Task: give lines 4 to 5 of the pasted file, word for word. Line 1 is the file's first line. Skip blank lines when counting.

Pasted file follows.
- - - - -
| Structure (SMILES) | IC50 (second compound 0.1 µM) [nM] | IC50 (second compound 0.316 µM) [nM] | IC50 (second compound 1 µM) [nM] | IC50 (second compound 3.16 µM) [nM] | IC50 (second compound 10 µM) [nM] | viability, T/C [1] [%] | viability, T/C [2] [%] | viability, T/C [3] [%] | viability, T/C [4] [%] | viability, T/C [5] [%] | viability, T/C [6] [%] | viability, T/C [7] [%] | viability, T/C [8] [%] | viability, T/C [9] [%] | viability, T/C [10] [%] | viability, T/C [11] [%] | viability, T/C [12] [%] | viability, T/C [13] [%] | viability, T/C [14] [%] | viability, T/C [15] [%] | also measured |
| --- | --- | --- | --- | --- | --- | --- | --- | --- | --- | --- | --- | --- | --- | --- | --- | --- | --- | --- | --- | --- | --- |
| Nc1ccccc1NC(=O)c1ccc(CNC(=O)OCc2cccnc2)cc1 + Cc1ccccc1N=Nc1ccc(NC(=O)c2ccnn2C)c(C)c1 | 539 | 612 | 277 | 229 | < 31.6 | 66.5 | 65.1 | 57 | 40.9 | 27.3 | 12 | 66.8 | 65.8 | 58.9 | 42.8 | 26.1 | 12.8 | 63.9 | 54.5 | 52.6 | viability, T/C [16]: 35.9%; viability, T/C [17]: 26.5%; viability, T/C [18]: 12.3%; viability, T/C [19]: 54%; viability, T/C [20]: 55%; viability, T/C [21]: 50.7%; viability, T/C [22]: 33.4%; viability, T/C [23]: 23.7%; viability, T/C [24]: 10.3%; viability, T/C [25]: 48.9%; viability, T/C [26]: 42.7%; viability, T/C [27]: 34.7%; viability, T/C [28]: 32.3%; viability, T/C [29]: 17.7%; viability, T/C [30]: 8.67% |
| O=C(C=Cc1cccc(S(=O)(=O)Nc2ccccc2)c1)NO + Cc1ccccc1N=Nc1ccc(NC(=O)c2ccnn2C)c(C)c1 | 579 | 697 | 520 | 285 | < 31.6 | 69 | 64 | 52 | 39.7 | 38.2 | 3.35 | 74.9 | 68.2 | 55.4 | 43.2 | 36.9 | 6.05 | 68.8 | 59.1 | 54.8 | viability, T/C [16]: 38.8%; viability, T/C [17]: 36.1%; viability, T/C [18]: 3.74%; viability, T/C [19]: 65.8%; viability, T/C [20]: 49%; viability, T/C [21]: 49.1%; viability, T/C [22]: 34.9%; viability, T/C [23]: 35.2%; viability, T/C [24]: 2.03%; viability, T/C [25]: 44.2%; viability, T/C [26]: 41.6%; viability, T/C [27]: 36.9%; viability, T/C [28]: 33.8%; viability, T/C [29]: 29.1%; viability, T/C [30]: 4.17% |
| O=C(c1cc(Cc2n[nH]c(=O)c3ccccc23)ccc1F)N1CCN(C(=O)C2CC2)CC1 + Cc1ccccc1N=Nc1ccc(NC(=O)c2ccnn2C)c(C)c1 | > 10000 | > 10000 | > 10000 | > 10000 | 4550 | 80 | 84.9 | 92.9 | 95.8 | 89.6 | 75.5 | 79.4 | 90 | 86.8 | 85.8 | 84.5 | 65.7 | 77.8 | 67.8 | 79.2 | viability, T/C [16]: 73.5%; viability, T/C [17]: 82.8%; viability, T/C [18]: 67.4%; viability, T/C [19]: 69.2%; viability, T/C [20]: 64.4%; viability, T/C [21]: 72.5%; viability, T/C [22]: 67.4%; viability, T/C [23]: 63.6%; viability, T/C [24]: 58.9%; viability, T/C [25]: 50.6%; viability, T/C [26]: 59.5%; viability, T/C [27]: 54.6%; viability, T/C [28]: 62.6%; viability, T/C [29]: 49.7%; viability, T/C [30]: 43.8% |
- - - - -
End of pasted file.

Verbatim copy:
| O=C(C=Cc1cccc(S(=O)(=O)Nc2ccccc2)c1)NO + Cc1ccccc1N=Nc1ccc(NC(=O)c2ccnn2C)c(C)c1 | 579 | 697 | 520 | 285 | < 31.6 | 69 | 64 | 52 | 39.7 | 38.2 | 3.35 | 74.9 | 68.2 | 55.4 | 43.2 | 36.9 | 6.05 | 68.8 | 59.1 | 54.8 | viability, T/C [16]: 38.8%; viability, T/C [17]: 36.1%; viability, T/C [18]: 3.74%; viability, T/C [19]: 65.8%; viability, T/C [20]: 49%; viability, T/C [21]: 49.1%; viability, T/C [22]: 34.9%; viability, T/C [23]: 35.2%; viability, T/C [24]: 2.03%; viability, T/C [25]: 44.2%; viability, T/C [26]: 41.6%; viability, T/C [27]: 36.9%; viability, T/C [28]: 33.8%; viability, T/C [29]: 29.1%; viability, T/C [30]: 4.17% |
| O=C(c1cc(Cc2n[nH]c(=O)c3ccccc23)ccc1F)N1CCN(C(=O)C2CC2)CC1 + Cc1ccccc1N=Nc1ccc(NC(=O)c2ccnn2C)c(C)c1 | > 10000 | > 10000 | > 10000 | > 10000 | 4550 | 80 | 84.9 | 92.9 | 95.8 | 89.6 | 75.5 | 79.4 | 90 | 86.8 | 85.8 | 84.5 | 65.7 | 77.8 | 67.8 | 79.2 | viability, T/C [16]: 73.5%; viability, T/C [17]: 82.8%; viability, T/C [18]: 67.4%; viability, T/C [19]: 69.2%; viability, T/C [20]: 64.4%; viability, T/C [21]: 72.5%; viability, T/C [22]: 67.4%; viability, T/C [23]: 63.6%; viability, T/C [24]: 58.9%; viability, T/C [25]: 50.6%; viability, T/C [26]: 59.5%; viability, T/C [27]: 54.6%; viability, T/C [28]: 62.6%; viability, T/C [29]: 49.7%; viability, T/C [30]: 43.8% |